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Número de publicaciónUS7679955 B2
Tipo de publicaciónConcesión
Número de solicitudUS 11/615,983
Fecha de publicación16 Mar 2010
Fecha de presentación24 Dic 2006
Fecha de prioridad2 Ago 2006
TarifaPagadas
También publicado comoUS8048724, US8184477, US20080031036, US20100142263, US20120014177
Número de publicación11615983, 615983, US 7679955 B2, US 7679955B2, US-B2-7679955, US7679955 B2, US7679955B2
InventoresHyun-jin Cho
Cesionario originalAdvanced Micro Devices, Inc.
Exportar citaBiBTeX, EndNote, RefMan
Enlaces externos: USPTO, Cesión de USPTO, Espacenet
Semiconductor switching device
US 7679955 B2
Resumen
A switching device and methods of making and operating the same are provided. In one aspect, a method of operating a switching device is provided that includes providing a MOS transistor that has a gate, a source region, a drain region and a body region. A bipolar transistor is provided that has a collector, a base and an emitter. The body region of the MOS transistor serves as the base of the bipolar transistor and the drain region of the MOS transistor serves as the collector of the bipolar transistor. Activation of the MOS transistor causes the bipolar transistor to turn on. The MOS transistor is activated to turn on the bipolar transistor and the bipolar transistor delivers current to the source region.
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Reclamaciones(11)
1. A switching device, comprising:
a MOS transistor having a gate, a source region, a drain region and a body region;
a bipolar transistor having a collector, a base and an emitter; and
wherein the body region of the MOS transistor serves as the base of the bipolar transistor and the drain region of the MOS transistor serves as the collector of the bipolar transistor, and wherein activation of the MOS transistor causes the bipolar transistor to turn on.
2. The switching device of claim 1, wherein the source of the MOS transistor is electrically coupled to the emitter of the bipolar transistor and the base of the bipolar transistor floats.
3. The switching device of claim 1, wherein the base of the bipolar transistor comprises a p-type impurity region, the drain region of the MOS transistor comprises an n-type impurity region, and the emitter of the bipolar transistor comprises an n-type impurity region.
4. The switching device of claim 3, wherein the source region comprises an n-type impurity region electrically coupled to the emitter of the bipolar transistor.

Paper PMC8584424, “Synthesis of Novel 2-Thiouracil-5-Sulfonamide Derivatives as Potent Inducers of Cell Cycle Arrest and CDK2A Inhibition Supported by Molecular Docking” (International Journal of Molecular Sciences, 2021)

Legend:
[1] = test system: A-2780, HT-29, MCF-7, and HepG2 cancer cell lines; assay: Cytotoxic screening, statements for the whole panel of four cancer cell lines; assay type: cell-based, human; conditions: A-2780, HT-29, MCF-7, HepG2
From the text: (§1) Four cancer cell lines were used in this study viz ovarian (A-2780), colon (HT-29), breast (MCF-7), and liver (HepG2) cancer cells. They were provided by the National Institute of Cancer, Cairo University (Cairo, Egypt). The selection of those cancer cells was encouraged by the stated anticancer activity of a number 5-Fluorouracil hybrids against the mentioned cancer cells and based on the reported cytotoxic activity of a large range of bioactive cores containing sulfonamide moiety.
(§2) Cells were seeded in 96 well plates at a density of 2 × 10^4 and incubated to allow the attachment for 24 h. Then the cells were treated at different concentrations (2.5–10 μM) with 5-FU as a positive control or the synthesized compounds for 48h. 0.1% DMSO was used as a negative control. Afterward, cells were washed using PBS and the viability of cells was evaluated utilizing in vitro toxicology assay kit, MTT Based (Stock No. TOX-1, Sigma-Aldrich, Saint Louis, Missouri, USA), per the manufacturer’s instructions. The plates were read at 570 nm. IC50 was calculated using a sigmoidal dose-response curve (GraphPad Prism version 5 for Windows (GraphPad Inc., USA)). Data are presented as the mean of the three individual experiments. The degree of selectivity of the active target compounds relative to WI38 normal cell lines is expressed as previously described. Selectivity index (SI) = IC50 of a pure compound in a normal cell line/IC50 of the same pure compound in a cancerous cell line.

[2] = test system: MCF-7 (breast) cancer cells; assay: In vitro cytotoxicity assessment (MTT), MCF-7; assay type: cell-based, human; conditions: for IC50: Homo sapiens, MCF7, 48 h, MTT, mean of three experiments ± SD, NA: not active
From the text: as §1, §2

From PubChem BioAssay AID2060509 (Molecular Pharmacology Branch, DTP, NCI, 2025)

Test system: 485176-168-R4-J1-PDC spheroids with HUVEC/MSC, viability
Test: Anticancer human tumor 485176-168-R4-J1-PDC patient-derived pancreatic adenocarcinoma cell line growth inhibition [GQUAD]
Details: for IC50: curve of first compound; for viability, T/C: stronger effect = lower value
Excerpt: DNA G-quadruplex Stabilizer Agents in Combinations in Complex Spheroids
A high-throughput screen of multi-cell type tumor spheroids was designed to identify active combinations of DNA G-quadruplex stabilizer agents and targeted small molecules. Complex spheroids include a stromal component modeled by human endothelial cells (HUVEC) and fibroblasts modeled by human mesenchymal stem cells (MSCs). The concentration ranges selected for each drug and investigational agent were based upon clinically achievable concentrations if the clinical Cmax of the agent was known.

5. The switching device of claim 1, comprising a first contact electrically coupled to the source region and a second contact electrically coupled to the drain region.
6. The switching device of claim 1, comprising a common impurity region electrically coupled to the source region, a first contact electrically coupled to the common region, a second contact electrically coupled to the drain region, and an isolation structure positioned between the common region and the source region.
7. A storage cell, comprising:
a MOS transistor having a gate, a source region, a drain region and a body region;
a bipolar transistor having a collector, a base and an emitter;
a storage structure electrically coupled to the drain region; and
wherein the body region of the MOS transistor serves as the base of the bipolar transistor and the drain region of the MOS transistor serves as the collector of the bipolar transistor, and wherein activation of the MOS transistor causes the bipolar transistor to turn on.
8. The storage cell of claim 7, wherein source of the MOS transistor is electrically coupled to the emitter of the bipolar transistor and the base of the bipolar transistor floats.
9. The storage cell of claim 7, wherein the storage structure comprises a phase change material.
10. The storage cell of claim 7, comprising a contact coupled between the storage structure and the drain region.
11. The storage cell of claim 7, comprising a bit line electrically coupled to the storage structure.
Descripción

This application claims benefit under 35 U.S.C. 119(e) of prior provisional application Ser. No. 60/835,161, filed Aug. 2, 2006.

BACKGROUND OF THE INVENTION

1. Field of the Invention

This invention relates generally to semiconductor devices and more particularly to a switch that has fast switching speed and high current capability.

2. Description of the Related Art

The metal-oxide-semiconductor field effect transistor (MOSFET) is the most widely used switching device in very large scale integration (VLSI) circuitry. Its popularity derives from its simple structure and low fabrication cost. The bipolar junction transistor (BJT) is another semiconductor device. The BJT is widely used in high power and high speed products. A MOSFET is typically turned on by applying a voltage to a gate to create a field effect channel, while a BJT typically is turned on by forward biasing a PN junction which renders the device conductive.

In some applications, it is desirable to have a device that is simple to fabricate and can conduct high current. Examples of such devices are: (1) a lateral double-diffused transistor (LDMOS), (2) a vertical double-diffused transistor (VDMOS), and (3) a V-groove double-diffused transistor. However, the fabrication of these devices is based on BJT processing. Thus, it is difficult to adopt these devices in conventional low-cost CMOS processes. As a result, they are not widely used in VLSI.

The present invention is directed to overcoming or reducing the effects of one or more of the foregoing disadvantages.

SUMMARY OF THE INVENTION